Bhuvneshwar Kumar is India’s premier bowler across formats. But he was playing the ODI games even when he was not hundred percent, despite having an all-important five-test series around the corner. Shastri boasts about making this team as good travelers but to accompany his words the things which are getting done behind the scenes are not really in tandem with his words.

The Leadership Group

A leadership group is nothing but a group of captain, coach and a bunch of senior and experienced players. In the past, we have seen MS Dhoni getting a handful of advice from seniors like Sachin, Dravid, Zaheer or Sehwag at times. But who is there for Kohli to accompany him when if he gets frustrated in the middle at some point of time? No matter how sharp and shrewd a captain is, still an observation or a piece of advice from a player can come out to be a match-changing moment in the game.

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Cheteshwar Pujara and Ajinkya Rahane are India’s most experienced players after Kohli in the current team. But it never seems that they are part of any decision making and how can they be? Both Pujara and Rahane were dropped from the first eleven against England and South Africa. When they are not even sure about their places in the team how can they be the advisors to the captain! It’s all Kohli and the head coach who knows nothing but is a yesman to the captain and keeps boasting about the ‘achievements’ to the media.

Barring Kohli, each and every player of the current Indian team has been dropped from the playing XI for at least once in last one year. And when a player is not even sure about his place in the team he starts thinking to first cement that and stops playing his natural game, what he is actually best at. And in this way, the player does more harm to himself than good. And it’s really surprising to know that the captain of no.1 Test team doesn’t even know who his best XI players are. Virat Kohli has changed his playing XI in each of the last 44 test matches.

The Kumble fall-out

After Anil Kumble resigned from his post as India Coach clearly stating that the captain had reservations about his methods as coach. It was inevitable that Ravi Shastri will take over as the head coach. Initially, along with Shastri, Rahul Dravid and Zaheer Khan were appointed as India’s batting and bowling consultants for overseas tours and these appointments were lauded by everyone in India. Rahul Dravid also agreed to take the job happily. But mysteriously after talks with Ravi Shastri, both Dravid and Zaheer denied taking the jobs. Maybe they got to know about Shastri’s methods and didn’t want themselves to be among unnecessary controversies. It could have been pretty helpful to Indian team had Dravid and Zaheer been with them on overseas tours, but, if only the ‘mysterious talk’ hadn’t happened.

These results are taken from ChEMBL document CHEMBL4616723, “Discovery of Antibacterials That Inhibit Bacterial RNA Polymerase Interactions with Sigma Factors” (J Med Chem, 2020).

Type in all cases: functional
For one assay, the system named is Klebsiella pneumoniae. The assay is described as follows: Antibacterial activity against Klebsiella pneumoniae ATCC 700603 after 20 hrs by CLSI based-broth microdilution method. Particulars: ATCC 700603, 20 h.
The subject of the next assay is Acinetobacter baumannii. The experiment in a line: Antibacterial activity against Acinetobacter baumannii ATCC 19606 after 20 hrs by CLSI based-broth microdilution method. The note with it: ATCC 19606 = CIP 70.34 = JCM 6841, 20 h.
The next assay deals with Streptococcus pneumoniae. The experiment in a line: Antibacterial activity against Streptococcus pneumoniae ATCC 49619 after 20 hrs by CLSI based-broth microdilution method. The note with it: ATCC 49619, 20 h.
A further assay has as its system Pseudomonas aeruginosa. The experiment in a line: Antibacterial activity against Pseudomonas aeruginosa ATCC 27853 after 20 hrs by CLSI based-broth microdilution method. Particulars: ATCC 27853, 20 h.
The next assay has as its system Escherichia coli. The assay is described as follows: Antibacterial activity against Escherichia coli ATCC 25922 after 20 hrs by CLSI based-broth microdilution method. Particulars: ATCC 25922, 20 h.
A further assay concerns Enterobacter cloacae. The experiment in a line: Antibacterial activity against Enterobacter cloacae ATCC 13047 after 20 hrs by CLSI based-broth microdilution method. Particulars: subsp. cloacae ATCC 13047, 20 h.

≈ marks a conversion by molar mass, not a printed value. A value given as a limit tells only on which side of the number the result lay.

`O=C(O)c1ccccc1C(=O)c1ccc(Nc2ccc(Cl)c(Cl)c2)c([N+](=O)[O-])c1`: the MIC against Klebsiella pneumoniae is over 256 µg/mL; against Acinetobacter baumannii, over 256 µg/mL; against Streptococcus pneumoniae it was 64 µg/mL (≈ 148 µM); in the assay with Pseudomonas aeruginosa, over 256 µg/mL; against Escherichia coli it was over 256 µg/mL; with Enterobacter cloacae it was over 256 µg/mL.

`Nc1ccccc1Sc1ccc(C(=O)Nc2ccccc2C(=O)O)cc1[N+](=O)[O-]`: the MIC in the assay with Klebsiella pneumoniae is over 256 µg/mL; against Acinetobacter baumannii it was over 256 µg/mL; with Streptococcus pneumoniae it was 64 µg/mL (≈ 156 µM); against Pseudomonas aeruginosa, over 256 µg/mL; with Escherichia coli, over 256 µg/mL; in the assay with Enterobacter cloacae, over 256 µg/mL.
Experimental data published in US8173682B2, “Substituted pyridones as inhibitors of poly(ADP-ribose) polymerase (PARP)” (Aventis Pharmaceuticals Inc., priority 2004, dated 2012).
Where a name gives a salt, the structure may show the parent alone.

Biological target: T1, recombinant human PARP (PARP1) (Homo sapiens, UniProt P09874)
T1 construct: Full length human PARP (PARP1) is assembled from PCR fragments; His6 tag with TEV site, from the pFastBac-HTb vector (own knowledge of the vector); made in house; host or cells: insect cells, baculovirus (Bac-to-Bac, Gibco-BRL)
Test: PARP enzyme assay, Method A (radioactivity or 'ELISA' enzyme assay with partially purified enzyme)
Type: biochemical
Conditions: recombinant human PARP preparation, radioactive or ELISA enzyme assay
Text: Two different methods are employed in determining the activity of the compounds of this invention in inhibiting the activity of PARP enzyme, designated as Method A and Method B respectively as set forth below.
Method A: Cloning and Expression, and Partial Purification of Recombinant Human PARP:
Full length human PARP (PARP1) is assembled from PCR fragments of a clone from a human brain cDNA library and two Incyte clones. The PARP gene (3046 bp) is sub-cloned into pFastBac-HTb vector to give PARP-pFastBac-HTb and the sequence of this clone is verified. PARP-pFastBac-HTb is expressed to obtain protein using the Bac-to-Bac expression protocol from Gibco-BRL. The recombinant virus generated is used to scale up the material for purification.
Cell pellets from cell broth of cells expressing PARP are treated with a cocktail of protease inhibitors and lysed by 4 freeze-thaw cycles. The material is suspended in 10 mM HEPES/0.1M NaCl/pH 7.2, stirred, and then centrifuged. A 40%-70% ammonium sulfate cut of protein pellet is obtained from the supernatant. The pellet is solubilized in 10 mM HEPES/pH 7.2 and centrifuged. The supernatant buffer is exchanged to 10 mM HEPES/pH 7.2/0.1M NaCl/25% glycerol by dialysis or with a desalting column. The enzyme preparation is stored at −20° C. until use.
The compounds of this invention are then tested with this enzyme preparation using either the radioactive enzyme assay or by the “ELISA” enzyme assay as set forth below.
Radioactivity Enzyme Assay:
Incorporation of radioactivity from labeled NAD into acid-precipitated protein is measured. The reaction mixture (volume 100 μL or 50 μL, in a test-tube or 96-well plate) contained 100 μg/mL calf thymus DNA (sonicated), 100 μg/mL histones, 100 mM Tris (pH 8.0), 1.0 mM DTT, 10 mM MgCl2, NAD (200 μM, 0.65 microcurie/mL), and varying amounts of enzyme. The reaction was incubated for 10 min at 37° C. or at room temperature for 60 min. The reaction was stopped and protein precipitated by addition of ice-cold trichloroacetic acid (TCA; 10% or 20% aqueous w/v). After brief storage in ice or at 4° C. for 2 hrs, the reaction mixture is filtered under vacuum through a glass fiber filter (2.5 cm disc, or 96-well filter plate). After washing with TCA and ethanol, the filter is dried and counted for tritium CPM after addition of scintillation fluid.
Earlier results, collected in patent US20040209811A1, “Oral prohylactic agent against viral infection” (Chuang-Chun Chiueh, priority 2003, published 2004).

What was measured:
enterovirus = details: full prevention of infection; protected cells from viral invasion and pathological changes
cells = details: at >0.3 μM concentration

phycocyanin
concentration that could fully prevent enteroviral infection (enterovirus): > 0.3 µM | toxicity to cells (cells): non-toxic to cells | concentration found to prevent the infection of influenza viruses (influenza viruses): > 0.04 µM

After all of this, it’s absolutely very very clear that Ravi Shastri’s role as India head coach is questionable. He hasn’t been able to make the team win despite having such a strong squad. A squad with a pool of pace bowlers who all are able to take 20 wickets, a bunch of talented batsmen, a mix of young and experienced bunch of players in all departments. While Ravi Shastri himself clearly mentioned that his aim is to make this team win abroad, he has miserably failed to do so.

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Sachin Tendulkar, in his biography book ‘Playing It My Way’ wrote about how Greg Chappel used to lead the team from the team bus to hotel in case India has won and would be the last one to come out of the bus in case of India’s defeat. Greg Chappel was a limelight hungry man and always wanted to be the talk of the town. He put his ego always ahead of the team’s interest. Right now, Ravi Shastri’s case can’t exactly be called as the same but when it comes to seeking the limelight and appear with arrogance in the media, he falls on the same page.

Only time will tell how long Ravi Shastri and the rest of coaching staff will survive at their respective jobs but it has also been seen earlier with Indian cricket that when a coach tries to be the big mouth leader and an attention seeking main man, he doesn’t usually succeed in his job. After all, who can forget Greg Chappell Chapter of Indian Cricket!